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Innings Pakistan 226 (Shafiq 75, Misbah 40, Perera 4-63) v Sri Lanka
Mahela Jayawardene was made to rue his decision to field on an SSC highway, but conditions in Pallekele were markedly different and his seamers, led by Thisara Perera, justified bowling first on a track with some life. The moisture in the pitch, which was under covers before the Test for a while due to rain, and a hint of grass gave Sri Lanka’s attack early encouragement that lasted into the final session, albeit to a much lesser extent than at the start of play.
Only Asad Shafiq and Misbah-ul-Haq put up any significant resistance as their team-mates were out-thought by Sri Lanka’s bowlers, armed with movement, swing and discipline. Perera and Nuwan Kulasekara stood out for their stamina, bowling spells of nine and 10 overs respectively in the first session, in which the bulk of the damage was inflicted.
The first sign of hope for the seamers appeared in the first ball, when Kulasekara swung one prodigiously and moved it further towards the batsman off the pitch. Perera mostly moved the ball the other way, and bowled fuller, creating more chances. It helped that the Pakistan openers also batted positively, keen to not let go of a scoring chance with the ball playing tricks.
Mohammad Hafeez and Taufeeq Umar were edgy against deliveries bowled in the channel outside off, but at ease when dealing with those that strayed on the pads. Taufeeq was more fortuitous of the two. Kulasekara attacked with three slips, a gully and a short leg, and removed the option of Taufeeq walking down the track to counter the swing as he had done at the SSC, by having the keeper standing up to the stumps. As he moved it away, Taufeeq flirted with one but was dropped at first slip; and when he tried to close the face, a leading edge cut its way between gully and third slip.
In the eighth over, Perera beat Hafeez with one that held its line before inducing a leading edge when he tried to work it square. Perera had his reward shortly after, as he slipped in a fuller delivery, had Hafeez playing forward and slightly away from his body, not expecting the ball to swing and then dart back in to clean him up through the gate. In his next over, Perera targeted Azhar Ali, rapping him on the pads with an inswinger, then beating him completely with the away-going delivery and having him chasing a wide one next ball to hand a catch to gully.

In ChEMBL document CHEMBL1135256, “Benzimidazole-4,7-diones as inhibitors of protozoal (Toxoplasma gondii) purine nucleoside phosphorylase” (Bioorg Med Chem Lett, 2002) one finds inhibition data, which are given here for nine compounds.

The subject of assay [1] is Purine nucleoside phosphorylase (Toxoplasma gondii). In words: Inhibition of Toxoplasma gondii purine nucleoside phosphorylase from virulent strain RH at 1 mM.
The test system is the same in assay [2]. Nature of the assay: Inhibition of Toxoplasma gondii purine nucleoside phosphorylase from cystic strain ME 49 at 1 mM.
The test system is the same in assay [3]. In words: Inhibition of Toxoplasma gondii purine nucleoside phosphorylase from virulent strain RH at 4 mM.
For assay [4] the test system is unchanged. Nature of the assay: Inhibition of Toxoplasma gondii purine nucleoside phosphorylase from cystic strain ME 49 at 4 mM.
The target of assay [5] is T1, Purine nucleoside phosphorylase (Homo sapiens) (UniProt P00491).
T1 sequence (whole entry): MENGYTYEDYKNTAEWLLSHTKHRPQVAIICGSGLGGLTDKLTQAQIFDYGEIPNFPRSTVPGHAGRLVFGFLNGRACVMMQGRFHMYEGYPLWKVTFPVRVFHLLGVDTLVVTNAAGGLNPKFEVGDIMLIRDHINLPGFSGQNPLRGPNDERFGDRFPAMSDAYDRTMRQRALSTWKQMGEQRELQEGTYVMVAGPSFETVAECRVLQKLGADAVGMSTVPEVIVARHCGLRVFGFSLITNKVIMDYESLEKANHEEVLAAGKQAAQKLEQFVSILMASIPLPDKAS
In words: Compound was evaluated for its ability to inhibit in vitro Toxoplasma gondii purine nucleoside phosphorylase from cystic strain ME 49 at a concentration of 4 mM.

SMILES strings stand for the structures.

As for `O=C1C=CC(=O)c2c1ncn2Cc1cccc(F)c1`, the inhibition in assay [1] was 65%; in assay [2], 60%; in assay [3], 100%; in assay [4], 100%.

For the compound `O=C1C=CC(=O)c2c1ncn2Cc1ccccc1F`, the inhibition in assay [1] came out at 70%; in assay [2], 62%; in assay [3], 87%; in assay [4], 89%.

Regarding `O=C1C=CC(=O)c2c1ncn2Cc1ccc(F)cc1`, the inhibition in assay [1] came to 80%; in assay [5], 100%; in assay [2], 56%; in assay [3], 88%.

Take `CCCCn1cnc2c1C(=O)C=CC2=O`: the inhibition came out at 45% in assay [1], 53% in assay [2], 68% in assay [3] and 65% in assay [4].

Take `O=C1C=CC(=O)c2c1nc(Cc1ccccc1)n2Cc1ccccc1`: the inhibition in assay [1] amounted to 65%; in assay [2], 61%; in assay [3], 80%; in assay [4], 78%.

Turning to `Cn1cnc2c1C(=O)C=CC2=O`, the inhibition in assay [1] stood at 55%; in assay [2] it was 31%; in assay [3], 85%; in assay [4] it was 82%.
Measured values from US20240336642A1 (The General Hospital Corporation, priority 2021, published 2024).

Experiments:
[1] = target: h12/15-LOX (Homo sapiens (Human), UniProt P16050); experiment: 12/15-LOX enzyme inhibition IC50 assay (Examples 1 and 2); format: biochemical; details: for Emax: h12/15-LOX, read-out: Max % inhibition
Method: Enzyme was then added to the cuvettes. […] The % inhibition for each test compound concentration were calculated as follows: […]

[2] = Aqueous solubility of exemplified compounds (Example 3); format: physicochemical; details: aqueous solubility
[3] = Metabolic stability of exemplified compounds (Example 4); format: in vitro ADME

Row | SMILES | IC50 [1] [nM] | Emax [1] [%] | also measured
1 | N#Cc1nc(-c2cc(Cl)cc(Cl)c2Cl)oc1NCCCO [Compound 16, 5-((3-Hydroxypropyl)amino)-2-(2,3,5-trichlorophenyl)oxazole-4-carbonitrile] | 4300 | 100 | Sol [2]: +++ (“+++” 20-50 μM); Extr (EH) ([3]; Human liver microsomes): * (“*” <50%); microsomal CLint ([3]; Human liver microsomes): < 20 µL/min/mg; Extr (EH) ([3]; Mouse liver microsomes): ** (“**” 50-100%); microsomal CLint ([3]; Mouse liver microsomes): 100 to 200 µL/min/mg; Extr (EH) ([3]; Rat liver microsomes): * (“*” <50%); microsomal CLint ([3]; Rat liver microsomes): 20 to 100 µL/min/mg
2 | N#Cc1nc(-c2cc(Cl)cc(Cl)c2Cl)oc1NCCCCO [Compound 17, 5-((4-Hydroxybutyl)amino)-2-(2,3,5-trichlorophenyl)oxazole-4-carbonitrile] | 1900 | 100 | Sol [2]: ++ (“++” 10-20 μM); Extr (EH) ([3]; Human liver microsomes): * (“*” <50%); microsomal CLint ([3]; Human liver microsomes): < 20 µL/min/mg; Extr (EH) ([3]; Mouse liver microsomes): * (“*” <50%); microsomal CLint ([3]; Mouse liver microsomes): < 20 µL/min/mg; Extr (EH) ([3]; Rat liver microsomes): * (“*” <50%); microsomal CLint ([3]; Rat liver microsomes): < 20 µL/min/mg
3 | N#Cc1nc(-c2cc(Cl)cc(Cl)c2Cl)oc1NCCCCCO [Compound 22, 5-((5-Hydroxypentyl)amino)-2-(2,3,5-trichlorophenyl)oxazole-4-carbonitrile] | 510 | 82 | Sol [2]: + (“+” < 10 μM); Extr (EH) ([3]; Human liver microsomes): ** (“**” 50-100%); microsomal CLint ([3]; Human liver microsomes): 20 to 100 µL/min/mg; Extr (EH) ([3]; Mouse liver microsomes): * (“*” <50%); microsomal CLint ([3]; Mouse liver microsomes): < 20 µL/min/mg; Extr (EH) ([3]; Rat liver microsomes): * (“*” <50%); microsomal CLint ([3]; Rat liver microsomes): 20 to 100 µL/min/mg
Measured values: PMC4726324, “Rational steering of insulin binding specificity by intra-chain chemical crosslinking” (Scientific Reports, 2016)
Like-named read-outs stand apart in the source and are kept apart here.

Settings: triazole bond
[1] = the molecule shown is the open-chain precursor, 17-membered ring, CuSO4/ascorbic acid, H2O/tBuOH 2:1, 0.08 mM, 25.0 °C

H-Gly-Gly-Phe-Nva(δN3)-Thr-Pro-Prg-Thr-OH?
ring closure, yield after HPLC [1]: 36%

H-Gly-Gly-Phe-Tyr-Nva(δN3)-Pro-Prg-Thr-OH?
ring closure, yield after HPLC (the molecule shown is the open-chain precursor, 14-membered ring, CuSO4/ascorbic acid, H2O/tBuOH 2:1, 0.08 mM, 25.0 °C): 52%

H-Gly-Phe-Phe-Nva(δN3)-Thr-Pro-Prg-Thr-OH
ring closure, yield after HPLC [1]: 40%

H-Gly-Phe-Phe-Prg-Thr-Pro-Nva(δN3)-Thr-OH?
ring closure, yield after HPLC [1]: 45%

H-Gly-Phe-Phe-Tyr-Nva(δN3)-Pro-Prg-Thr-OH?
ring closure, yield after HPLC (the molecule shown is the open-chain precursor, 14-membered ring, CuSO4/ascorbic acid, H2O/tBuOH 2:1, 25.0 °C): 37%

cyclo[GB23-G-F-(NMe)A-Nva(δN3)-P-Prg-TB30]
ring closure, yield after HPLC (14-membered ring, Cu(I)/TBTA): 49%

Kulasekara dislodged Younis Khan in similar fashion, following up an indipper with one in the corridor that prompted Younis to feather a low catch to the keeper. When Taufeeq played down the wrong line, trying to force Perera through midwicket to be trapped in front, an ardous task lay ahead for Misbah and the middle order to rebuild.
Misbah and Shafiq quietly saw off the second hour, reasonably adept against the spin of Rangana Herath and a shorter length bowled by the other two seamers – Dilhara Fernando, on his 17th comeback to the Test side, and Angelo Mathews. Dilhara wasn’t brought on until the 25th over and upon being struck for a boundary first ball, immediately deployed a deep point. Under a good spell of sunshine, the Pakistan pair batted determinedly, leaving several deliveries outside off while at the same time capitalising on width as the swing disappeared and movement receded.
Shafiq drove well but was more confident against the short balls, with Fernando providing a healthy supply, though on occasion slipping in a threatening bouncer to ruffle Misbah. Both batsmen used their feet to Herath, Misbah charging down the wicket twice to dispatch him through midwicket, and Shafiq pinching the singles while also collecting boundaries through point. When Perera returned for a new spell, they opened the face and played the ball down past the slips and gully. Misbah, though,hung his bat out to a much wider delivery that left him, edging a catch to Prasanna Jayawardene after an 85-run stand, giving Perera his best Test figures.
Harsh on width and elegant with balls pitched on the pads, Shafiq scored heavily square of the wicket, the flick and the cut – despite a deep point – producing the bulk of his boundaries. Support was lacking at the other end, however. Adnan Akmal was struck on the ring finger of his left hand by Fernando after warming up with a couple of fours, had to retire hurt and the pain would have been playing on his mind when he returned. He threw his wicket away, bowled off an audacious sweep against Herath, who, too, on occasion, got the ball to bite off the track. One such delivery accounted for Shafiq, who edged behind, and stopped Pakistan’s recovery short of what they had hoped for.